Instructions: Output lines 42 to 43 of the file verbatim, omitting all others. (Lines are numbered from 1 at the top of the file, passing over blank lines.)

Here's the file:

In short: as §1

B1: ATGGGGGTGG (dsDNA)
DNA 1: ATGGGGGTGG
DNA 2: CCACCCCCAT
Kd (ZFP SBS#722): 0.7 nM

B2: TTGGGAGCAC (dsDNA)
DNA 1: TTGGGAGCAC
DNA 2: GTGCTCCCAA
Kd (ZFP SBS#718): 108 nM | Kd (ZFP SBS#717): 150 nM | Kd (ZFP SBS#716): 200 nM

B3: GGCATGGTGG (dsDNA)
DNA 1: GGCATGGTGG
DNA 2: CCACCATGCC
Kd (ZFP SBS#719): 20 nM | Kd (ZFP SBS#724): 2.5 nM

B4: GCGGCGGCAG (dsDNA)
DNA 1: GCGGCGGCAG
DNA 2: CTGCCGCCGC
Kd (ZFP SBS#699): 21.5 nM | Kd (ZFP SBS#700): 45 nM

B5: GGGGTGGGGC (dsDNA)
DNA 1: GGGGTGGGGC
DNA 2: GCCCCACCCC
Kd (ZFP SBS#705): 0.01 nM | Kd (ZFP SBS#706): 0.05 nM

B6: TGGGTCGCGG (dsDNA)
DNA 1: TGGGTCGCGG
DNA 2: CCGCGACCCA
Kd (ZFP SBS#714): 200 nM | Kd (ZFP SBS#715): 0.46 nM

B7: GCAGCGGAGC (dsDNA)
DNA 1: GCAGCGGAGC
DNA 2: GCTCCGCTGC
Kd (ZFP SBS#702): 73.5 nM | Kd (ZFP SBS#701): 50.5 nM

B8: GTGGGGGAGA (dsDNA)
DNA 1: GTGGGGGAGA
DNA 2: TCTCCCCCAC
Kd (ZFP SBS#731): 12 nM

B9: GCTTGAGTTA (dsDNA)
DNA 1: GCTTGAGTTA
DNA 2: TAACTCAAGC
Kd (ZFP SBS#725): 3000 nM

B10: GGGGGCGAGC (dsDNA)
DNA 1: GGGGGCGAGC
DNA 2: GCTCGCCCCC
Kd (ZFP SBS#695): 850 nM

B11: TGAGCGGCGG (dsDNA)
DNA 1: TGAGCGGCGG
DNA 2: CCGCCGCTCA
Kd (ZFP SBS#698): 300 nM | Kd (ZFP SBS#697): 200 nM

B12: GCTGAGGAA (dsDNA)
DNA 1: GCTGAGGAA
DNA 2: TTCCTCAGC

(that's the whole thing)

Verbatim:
B11: TGAGCGGCGG (dsDNA)
DNA 1: TGAGCGGCGG